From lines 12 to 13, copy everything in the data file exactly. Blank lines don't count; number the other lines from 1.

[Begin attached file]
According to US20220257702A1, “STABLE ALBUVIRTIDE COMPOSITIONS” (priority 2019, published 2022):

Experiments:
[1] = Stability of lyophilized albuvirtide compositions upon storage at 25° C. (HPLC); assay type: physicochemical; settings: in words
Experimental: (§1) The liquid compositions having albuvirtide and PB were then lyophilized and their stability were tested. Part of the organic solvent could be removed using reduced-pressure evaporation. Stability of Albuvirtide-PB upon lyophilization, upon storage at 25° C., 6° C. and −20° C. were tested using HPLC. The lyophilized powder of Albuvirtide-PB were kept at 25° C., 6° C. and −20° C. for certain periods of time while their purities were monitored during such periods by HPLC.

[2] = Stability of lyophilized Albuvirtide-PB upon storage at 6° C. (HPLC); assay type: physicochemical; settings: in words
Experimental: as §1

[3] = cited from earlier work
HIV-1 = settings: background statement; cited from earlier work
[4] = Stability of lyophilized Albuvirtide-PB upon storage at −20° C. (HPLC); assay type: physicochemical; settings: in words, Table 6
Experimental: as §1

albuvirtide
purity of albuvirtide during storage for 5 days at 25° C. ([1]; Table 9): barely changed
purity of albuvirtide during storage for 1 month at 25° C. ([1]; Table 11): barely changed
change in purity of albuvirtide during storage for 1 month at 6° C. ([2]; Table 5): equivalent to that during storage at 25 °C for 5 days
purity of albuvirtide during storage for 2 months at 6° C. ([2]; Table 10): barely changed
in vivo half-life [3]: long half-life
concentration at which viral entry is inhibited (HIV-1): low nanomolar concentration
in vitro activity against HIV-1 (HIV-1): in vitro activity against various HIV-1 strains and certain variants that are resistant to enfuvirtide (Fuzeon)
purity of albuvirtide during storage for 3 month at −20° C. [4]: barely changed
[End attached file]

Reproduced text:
purity of albuvirtide during storage for 5 days at 25° C. ([1]; Table 9): barely changed
purity of albuvirtide during storage for 1 month at 25° C. ([1]; Table 11): barely changed